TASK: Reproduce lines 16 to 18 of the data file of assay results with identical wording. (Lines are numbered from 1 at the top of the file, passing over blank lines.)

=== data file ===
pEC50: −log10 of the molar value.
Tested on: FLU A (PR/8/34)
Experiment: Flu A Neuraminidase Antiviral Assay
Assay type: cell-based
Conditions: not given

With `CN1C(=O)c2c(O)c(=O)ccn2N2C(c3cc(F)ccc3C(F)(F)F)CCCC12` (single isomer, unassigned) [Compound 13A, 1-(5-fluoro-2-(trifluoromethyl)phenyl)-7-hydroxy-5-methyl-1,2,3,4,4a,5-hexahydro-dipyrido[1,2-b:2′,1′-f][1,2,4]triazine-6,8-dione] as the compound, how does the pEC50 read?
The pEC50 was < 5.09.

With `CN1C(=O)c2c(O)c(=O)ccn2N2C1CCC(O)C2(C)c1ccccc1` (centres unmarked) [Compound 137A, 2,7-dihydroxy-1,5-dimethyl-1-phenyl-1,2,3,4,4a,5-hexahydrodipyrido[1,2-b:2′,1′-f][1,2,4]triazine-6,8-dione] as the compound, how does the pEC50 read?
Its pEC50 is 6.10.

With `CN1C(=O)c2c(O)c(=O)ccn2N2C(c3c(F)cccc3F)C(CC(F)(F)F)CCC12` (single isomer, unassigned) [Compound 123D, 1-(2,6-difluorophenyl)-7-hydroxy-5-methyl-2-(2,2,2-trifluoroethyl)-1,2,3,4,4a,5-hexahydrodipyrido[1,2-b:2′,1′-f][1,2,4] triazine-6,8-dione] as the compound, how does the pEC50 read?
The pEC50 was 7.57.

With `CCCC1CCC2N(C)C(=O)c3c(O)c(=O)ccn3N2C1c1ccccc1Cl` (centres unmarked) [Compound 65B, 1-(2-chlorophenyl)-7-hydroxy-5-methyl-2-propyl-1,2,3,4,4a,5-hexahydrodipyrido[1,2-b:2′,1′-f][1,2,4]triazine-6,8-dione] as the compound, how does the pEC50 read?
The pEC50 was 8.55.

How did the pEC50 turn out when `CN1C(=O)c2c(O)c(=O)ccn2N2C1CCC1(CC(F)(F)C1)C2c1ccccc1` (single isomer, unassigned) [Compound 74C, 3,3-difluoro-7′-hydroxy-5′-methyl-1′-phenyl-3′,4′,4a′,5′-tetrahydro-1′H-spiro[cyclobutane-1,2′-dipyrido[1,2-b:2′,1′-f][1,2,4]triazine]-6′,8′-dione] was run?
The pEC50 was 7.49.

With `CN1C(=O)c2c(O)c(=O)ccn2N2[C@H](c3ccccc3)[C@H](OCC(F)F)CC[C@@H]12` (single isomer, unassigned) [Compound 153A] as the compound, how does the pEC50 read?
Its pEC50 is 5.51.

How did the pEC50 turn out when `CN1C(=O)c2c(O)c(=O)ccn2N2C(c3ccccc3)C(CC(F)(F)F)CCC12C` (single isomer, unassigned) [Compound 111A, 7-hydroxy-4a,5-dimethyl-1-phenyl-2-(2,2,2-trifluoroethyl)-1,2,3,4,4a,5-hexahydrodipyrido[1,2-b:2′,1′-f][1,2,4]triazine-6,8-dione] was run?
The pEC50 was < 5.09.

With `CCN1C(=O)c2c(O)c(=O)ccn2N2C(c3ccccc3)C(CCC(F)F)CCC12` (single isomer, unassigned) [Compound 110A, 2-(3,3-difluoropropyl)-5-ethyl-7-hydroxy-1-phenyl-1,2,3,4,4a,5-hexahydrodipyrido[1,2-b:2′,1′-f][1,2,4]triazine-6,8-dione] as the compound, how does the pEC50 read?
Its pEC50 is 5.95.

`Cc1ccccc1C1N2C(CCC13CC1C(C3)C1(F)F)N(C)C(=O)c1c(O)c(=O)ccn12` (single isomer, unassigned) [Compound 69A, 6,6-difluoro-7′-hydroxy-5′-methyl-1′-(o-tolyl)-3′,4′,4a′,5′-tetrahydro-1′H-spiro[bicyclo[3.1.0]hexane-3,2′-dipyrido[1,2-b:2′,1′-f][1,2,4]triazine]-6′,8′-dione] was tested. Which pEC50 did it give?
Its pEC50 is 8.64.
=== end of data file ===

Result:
With `CN1C(=O)c2c(O)c(=O)ccn2N2[C@H](c3ccccc3)[C@H](OCC(F)F)CC[C@@H]12` (single isomer, unassigned) [Compound 153A] as the compound, how does the pEC50 read?
Its pEC50 is 5.51.

How did the pEC50 turn out when `CN1C(=O)c2c(O)c(=O)ccn2N2C(c3ccccc3)C(CC(F)(F)F)CCC12C` (single isomer, unassigned) [Compound 111A, 7-hydroxy-4a,5-dimethyl-1-phenyl-2-(2,2,2-trifluoroethyl)-1,2,3,4,4a,5-hexahydrodipyrido[1,2-b:2′,1′-f][1,2,4]triazine-6,8-dione] was run?